But Sudan has come a long way from its days of hosting the likes of Osama bin Laden. The head of the U.N.’s Office of Counter-terrorism, Dr Raffi Gregorian, commended the new Sudanese government’s “expressions of commitment” to counter-terrorism last week, saying authorities invited the UN team to visit showing “consistent and strong expressions of commitment.”
Proving to the U.S. the Sudanese transitional government has truly reformed, both politically and ideologically, is based on meeting seven conditionalities. According to the prime minister, Sudan has already met six of these conditions: addressing peace, ensuring freedom of religion, change to its relationship with North Korea, allowing humanitarian relief access to conflict zones, and cooperation in fighting terrorism. The remaining seventh condition is an agreement on the compensation for victims of terrorist operations conducted in 1998 against U.S. embassies in Nairobi, Kenya and Dar es Salam, Tanzania. U.S. courts also hold Sudan partially responsible for the suicide attack on the USS Cole in Aden harbour in 2000, in which 17 US sailors lost their lives.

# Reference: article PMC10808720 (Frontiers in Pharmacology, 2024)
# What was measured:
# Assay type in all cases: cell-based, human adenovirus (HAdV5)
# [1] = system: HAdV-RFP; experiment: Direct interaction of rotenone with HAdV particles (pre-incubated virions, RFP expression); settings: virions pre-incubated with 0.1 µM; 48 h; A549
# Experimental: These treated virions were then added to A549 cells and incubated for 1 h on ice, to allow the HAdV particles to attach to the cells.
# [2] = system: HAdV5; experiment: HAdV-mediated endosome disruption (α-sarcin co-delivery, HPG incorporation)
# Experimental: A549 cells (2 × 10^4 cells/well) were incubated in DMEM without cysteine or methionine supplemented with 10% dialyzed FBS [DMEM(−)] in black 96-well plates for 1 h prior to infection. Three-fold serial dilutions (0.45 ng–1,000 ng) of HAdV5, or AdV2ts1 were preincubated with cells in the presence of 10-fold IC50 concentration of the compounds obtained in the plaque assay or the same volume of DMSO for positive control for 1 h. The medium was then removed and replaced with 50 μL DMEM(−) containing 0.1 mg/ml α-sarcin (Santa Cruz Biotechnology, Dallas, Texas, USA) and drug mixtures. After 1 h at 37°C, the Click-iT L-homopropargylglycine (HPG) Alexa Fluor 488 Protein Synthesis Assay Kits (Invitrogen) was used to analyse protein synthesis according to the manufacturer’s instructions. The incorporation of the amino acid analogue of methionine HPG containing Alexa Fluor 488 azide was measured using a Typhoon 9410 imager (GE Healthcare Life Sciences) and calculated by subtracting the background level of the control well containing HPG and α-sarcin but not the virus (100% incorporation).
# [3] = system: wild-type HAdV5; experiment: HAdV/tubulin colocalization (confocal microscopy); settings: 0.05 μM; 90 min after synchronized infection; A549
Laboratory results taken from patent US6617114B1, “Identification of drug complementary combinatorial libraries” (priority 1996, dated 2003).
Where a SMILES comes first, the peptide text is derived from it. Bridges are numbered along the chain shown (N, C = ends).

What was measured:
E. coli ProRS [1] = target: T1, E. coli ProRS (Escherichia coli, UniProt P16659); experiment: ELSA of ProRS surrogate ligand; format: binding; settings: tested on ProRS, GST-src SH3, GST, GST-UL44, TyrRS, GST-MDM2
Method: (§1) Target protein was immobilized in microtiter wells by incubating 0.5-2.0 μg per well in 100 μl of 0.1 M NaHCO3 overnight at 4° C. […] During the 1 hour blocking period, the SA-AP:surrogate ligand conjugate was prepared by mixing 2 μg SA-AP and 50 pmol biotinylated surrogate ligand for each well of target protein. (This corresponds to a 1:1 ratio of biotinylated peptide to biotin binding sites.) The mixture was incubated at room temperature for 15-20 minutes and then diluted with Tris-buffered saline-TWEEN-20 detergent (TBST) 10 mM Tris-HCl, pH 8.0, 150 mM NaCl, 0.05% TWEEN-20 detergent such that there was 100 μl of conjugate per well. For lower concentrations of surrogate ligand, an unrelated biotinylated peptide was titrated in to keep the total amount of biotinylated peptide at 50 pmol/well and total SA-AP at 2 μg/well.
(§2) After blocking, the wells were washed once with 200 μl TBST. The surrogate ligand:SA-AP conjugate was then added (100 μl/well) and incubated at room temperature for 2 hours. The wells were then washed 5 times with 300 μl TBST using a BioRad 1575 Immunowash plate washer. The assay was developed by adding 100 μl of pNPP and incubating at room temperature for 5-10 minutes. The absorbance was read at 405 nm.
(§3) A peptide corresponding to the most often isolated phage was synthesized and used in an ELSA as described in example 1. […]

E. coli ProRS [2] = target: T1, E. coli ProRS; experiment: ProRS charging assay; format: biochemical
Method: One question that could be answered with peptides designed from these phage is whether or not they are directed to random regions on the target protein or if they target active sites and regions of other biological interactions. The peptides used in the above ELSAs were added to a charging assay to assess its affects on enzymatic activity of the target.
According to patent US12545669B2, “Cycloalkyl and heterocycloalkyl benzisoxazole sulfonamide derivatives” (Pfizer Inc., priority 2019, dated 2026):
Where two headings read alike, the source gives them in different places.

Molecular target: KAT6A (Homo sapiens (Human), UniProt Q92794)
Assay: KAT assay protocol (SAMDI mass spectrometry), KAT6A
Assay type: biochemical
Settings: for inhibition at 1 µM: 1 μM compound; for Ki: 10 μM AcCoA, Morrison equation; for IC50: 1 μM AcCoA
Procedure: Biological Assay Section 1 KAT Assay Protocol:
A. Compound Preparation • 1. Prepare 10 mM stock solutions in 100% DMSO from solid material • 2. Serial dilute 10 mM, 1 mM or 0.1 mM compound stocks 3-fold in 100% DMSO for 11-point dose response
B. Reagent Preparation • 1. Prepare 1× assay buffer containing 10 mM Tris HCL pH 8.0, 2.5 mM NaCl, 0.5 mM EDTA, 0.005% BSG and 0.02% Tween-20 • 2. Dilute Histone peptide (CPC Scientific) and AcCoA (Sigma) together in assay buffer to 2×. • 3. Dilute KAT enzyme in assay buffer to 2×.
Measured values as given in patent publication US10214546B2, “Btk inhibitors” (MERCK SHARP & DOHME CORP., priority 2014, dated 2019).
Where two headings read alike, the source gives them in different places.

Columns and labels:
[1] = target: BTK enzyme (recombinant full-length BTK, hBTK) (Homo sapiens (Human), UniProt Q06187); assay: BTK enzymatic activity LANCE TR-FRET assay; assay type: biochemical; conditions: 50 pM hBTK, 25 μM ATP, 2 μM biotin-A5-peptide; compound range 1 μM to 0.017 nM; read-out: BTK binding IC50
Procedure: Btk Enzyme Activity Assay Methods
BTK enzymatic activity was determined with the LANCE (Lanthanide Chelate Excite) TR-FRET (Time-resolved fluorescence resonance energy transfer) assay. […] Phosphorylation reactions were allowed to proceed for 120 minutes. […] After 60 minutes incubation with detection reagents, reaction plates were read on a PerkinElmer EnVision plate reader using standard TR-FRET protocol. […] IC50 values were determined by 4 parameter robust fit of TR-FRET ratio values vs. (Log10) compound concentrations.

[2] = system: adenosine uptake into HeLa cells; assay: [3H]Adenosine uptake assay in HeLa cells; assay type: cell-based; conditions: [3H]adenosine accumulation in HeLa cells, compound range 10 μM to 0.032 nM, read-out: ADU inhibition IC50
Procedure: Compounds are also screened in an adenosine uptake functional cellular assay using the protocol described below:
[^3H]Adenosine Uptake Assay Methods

Cameron Hudson, Senior Fellow at the U.S.-based foreign policy think-tank the Atlantic Council and long-time former Chief of Staff for the Office of the US Special Envoy to Sudan, believes reparations is not the only factor that stands in the way. “The certification process [to remove the sanctions] is an intelligence process that takes time,” he told Ayin. “I am more optimistic than before that it can and will be lifted but you cannot say it will happen in a month. There are not many countries that have been delisted so there is no easy template to carry out this process.”